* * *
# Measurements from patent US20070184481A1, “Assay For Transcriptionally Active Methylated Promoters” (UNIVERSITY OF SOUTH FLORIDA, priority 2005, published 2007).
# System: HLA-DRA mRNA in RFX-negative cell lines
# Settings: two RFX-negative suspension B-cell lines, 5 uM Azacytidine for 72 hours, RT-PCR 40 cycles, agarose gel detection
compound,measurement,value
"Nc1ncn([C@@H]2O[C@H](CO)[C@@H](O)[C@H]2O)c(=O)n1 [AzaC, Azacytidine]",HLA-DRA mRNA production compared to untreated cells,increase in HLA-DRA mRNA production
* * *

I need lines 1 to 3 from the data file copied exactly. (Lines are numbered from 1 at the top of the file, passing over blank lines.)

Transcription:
# Measurements from patent US20070184481A1, “Assay For Transcriptionally Active Methylated Promoters” (UNIVERSITY OF SOUTH FLORIDA, priority 2005, published 2007).
# System: HLA-DRA mRNA in RFX-negative cell lines
# Settings: two RFX-negative suspension B-cell lines, 5 uM Azacytidine for 72 hours, RT-PCR 40 cycles, agarose gel detection